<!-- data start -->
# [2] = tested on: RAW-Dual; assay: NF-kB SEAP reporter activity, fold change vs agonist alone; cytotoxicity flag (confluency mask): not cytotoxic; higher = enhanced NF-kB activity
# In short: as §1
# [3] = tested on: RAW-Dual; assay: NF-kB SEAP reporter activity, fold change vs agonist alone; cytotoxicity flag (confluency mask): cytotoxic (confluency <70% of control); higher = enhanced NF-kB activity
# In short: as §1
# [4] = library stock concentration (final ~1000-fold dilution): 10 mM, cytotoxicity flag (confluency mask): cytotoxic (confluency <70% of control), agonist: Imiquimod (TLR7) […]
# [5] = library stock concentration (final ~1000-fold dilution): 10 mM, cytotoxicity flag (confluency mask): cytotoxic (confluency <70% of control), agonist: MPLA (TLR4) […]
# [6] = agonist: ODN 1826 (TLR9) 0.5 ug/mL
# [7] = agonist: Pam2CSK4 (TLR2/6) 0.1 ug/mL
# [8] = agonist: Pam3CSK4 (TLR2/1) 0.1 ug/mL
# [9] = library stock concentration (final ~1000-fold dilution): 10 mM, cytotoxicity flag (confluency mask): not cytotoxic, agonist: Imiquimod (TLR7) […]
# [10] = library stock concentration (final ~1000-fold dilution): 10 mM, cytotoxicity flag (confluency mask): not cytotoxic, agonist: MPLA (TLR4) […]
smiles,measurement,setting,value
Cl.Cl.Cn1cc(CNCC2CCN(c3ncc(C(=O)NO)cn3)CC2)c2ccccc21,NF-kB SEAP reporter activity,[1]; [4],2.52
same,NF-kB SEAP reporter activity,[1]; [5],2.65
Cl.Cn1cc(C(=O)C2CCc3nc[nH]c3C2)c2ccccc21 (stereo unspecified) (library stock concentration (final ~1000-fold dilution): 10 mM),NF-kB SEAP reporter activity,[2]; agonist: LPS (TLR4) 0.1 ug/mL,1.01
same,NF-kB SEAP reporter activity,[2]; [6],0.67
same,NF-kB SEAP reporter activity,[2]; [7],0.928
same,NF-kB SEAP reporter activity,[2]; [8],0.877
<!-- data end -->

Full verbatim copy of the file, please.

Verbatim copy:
# [2] = tested on: RAW-Dual; assay: NF-kB SEAP reporter activity, fold change vs agonist alone; cytotoxicity flag (confluency mask): not cytotoxic; higher = enhanced NF-kB activity
# In short: as §1
# [3] = tested on: RAW-Dual; assay: NF-kB SEAP reporter activity, fold change vs agonist alone; cytotoxicity flag (confluency mask): cytotoxic (confluency <70% of control); higher = enhanced NF-kB activity
# In short: as §1
# [4] = library stock concentration (final ~1000-fold dilution): 10 mM, cytotoxicity flag (confluency mask): cytotoxic (confluency <70% of control), agonist: Imiquimod (TLR7) […]
# [5] = library stock concentration (final ~1000-fold dilution): 10 mM, cytotoxicity flag (confluency mask): cytotoxic (confluency <70% of control), agonist: MPLA (TLR4) […]
# [6] = agonist: ODN 1826 (TLR9) 0.5 ug/mL
# [7] = agonist: Pam2CSK4 (TLR2/6) 0.1 ug/mL
# [8] = agonist: Pam3CSK4 (TLR2/1) 0.1 ug/mL
# [9] = library stock concentration (final ~1000-fold dilution): 10 mM, cytotoxicity flag (confluency mask): not cytotoxic, agonist: Imiquimod (TLR7) […]
# [10] = library stock concentration (final ~1000-fold dilution): 10 mM, cytotoxicity flag (confluency mask): not cytotoxic, agonist: MPLA (TLR4) […]
smiles,measurement,setting,value
Cl.Cl.Cn1cc(CNCC2CCN(c3ncc(C(=O)NO)cn3)CC2)c2ccccc21,NF-kB SEAP reporter activity,[1]; [4],2.52
same,NF-kB SEAP reporter activity,[1]; [5],2.65
Cl.Cn1cc(C(=O)C2CCc3nc[nH]c3C2)c2ccccc21 (stereo unspecified) (library stock concentration (final ~1000-fold dilution): 10 mM),NF-kB SEAP reporter activity,[2]; agonist: LPS (TLR4) 0.1 ug/mL,1.01
same,NF-kB SEAP reporter activity,[2]; [6],0.67
same,NF-kB SEAP reporter activity,[2]; [7],0.928
same,NF-kB SEAP reporter activity,[2]; [8],0.877